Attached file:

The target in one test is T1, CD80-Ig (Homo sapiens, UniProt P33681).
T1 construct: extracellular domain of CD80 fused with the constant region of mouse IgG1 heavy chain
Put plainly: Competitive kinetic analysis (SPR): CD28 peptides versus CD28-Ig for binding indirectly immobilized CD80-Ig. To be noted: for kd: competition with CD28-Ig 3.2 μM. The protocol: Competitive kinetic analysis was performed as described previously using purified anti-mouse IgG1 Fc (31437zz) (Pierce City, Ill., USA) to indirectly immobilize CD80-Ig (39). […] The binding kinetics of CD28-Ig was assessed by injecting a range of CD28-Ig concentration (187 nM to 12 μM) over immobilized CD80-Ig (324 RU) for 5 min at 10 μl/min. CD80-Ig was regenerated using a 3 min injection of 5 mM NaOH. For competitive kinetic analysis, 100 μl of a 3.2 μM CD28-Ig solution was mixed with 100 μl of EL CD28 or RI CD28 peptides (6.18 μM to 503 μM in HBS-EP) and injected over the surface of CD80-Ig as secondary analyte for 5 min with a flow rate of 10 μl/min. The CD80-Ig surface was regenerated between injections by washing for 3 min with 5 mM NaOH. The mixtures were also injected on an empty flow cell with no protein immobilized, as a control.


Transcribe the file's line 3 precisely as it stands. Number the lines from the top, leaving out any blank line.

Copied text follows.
Put plainly: Competitive kinetic analysis (SPR): CD28 peptides versus CD28-Ig for binding indirectly immobilized CD80-Ig. To be noted: for kd: competition with CD28-Ig 3.2 μM. The protocol: Competitive kinetic analysis was performed as described previously using purified anti-mouse IgG1 Fc (31437zz) (Pierce City, Ill., USA) to indirectly immobilize CD80-Ig (39). […] The binding kinetics of CD28-Ig was assessed by injecting a range of CD28-Ig concentration (187 nM to 12 μM) over immobilized CD80-Ig (324 RU) for 5 min at 10 μl/min. CD80-Ig was regenerated using a 3 min injection of 5 mM NaOH. For competitive kinetic analysis, 100 μl of a 3.2 μM CD28-Ig solution was mixed with 100 μl of EL CD28 or RI CD28 peptides (6.18 μM to 503 μM in HBS-EP) and injected over the surface of CD80-Ig as secondary analyte for 5 min with a flow rate of 10 μl/min. The CD80-Ig surface was regenerated between injections by washing for 3 min with 5 mM NaOH. The mixtures were also injected on an empty flow cell with no protein immobilized, as a control.